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German Doctors Link Certain Genes to Schizophrenia

March 26, 2001|THOMAS H. MAUGH II | TIMES MEDICAL WRITER

A German family with an unusual form of schizophrenia may give insight into the origins of the severely disabling mental disorder, which strikes 1% of the world's population.

Schizophrenia is marked by psychosis (a loss of contact with reality), hallucinations, delusions and an inability to function in the world. Researchers think that as many as 20 individual genes may be involved in causing the disorder, but identifying them has proved difficult.

Dr. Klaus-Peter Lesch and his associates at Julius Maximilians University in Wuerzburg, Germany, studied 35 members of three generations of a family that included seven people with catatonic schizophrenia. People with this variant suffer not only the normal symptoms, but also physical problems, such as immobility, excessive motor activity and a tendency to assume bizarre physical postures.

The team reported in the April Molecular Psychiatry (http://www.nature.com/mp) that all seven of the schizophrenic patients had mutations in both copies of a gene called WKL1 on chromosome 22, one of the 23 pairs of chromosomes that comprise the human genetic blueprint. Ten others, who did not have symptoms of the disorder, had a mutation in only one copy of the gene. The gene appears to be the blueprint for a protein that transports ions through cellular membranes.

Men's Genes Linked to Pre-Eclampsia

Pre-eclampsia in pregnant women is triggered, at least in part, by genes contributed to the fetus by fathers, according to researchers from the University of Utah.

The finding suggests a new way to help determine which women are at risk of developing the pregnancy complication--by asking both mother and father whether their own births were complicated by pre-eclampsia. The disorder, which affects about 5% of women and usually develops late in pregnancy, is marked by hypertension, swelling of the hands, feet and face, and protein in the urine. If it is not detected early and controlled, it can develop into eclampsia, which causes convulsions and coma and is one of the most dangerous complications of pregnancy.

Dr. M. Sean Esplin of the University of Utah School of Medicine and his colleagues studied 298 men and 237 women whose mothers had suffered pre-eclampsia during their pregnancies. They compared them to twice as many men and women whose mothers did not suffer the disorder.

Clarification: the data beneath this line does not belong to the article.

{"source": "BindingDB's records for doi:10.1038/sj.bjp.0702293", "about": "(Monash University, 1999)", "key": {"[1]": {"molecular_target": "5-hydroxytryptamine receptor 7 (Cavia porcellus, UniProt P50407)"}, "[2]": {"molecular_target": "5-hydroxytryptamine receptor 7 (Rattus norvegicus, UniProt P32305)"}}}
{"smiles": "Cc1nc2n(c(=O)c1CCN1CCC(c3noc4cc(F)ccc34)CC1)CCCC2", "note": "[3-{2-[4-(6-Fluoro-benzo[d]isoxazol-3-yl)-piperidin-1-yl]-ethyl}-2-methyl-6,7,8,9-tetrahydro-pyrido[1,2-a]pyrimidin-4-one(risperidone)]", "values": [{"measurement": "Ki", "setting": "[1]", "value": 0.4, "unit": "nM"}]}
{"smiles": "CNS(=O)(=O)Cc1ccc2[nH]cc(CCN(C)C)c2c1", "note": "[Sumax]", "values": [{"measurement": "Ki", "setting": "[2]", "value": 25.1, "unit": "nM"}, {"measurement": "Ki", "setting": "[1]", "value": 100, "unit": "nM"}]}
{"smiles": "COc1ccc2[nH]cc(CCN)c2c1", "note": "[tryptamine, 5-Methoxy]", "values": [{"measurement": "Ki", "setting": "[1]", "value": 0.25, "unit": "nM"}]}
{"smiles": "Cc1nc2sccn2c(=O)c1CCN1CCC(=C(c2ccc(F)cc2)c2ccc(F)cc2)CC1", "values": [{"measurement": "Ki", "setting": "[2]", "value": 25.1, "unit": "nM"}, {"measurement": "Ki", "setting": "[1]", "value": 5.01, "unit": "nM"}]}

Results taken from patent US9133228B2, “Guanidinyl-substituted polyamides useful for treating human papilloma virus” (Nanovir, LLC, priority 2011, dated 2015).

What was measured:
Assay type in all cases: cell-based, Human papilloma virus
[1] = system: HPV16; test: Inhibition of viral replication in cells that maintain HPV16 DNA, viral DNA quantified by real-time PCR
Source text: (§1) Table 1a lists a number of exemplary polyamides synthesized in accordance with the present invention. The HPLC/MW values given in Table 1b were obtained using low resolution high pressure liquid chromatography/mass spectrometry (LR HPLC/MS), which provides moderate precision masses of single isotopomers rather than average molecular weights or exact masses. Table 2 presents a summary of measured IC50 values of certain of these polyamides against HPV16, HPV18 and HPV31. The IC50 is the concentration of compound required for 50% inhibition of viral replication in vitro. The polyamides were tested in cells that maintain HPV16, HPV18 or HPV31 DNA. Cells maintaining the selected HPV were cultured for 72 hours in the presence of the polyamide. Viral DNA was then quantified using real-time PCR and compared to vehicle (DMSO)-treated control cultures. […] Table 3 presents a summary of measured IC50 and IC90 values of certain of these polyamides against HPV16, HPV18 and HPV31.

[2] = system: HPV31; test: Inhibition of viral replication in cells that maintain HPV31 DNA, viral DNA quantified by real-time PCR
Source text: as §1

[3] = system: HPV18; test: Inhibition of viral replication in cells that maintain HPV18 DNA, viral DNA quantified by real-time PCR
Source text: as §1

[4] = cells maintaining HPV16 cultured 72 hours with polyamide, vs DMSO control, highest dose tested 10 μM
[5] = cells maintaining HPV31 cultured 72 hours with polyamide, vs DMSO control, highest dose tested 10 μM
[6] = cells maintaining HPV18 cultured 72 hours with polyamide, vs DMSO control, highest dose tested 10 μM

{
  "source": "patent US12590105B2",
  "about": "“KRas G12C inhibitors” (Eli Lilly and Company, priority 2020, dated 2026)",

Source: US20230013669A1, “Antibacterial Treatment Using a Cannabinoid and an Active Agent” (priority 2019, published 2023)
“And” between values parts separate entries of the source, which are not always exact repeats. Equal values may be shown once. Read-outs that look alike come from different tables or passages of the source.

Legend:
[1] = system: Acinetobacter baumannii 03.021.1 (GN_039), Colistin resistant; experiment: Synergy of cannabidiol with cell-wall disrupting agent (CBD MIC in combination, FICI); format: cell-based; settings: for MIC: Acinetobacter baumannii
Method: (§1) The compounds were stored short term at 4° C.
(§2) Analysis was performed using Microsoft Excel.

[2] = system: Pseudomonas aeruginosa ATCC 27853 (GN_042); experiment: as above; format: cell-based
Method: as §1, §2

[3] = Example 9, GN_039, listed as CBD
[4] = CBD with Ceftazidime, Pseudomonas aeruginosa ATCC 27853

The team reported in the March 22 New England Journal of Medicine (http://www.nejm.com) that men whose mothers had suffered pre-eclampsia were twice as likely to father a child whose birth was complicated by the disorder as were those whose mothers had a normal pregnancy. Women whose own births were complicated by pre-eclampsia were three times as likely to suffer it during their own pregnancies. Those results suggest a genetic component to the disorder.

Study Gives Benadryl Edge for Some Allergies

The over-the-counter antihistamine Benadryl provides better relief for certain allergies than the highly touted prescription drug Claritin, according to a new multi-center study.

The team studied 870 patients who were sensitive to cedar, ragweed and other fall weed pollens and who lived in areas where the allergens were common. One-third of the group received Benadryl (diphenhydramine), a third received Claritin (loratadine) and the rest received a placebo.

Dr. Christine Lampl of Asthma and Allergy Assn. in Rockville, Md., reported March 20 at a meeting of the American Academy of Allergy, Asthma and Immunology that Benadryl was at least 54% more effective than Claritin at reducing such symptoms as nasal discharge, sneezing, congestion and nasal itching. The study was sponsored by Pfizer Inc., which manufactures Benadryl.

Can Women Walk to Better Heart Health?

Walking at least an hour a week can reduce women's risk of heart disease by half, according to a large new study. Researchers also found that the rate or intensity of walking was unimportant--only the actual elapsed time made a difference.

A team from Brigham and Women's Hospital in Boston studied more than 10,000 women for five years. They reported in the March 21 Journal of the American Medical Assn. (http://jama.ama-assn.org) that they observed 19 cases of coronary heart disease among the 4,406 women who walked 60 to 90 minutes per week, compared with 68 cases among the 5,826 women who didn't walk regularly. The benefit was present regardless of other risk factors for developing heart disease.

Men, Women and Surgery Recuperation

After surgery, women emerge from anesthesia faster than men but suffer more complications and take longer to fully heal, according to an Australian team.

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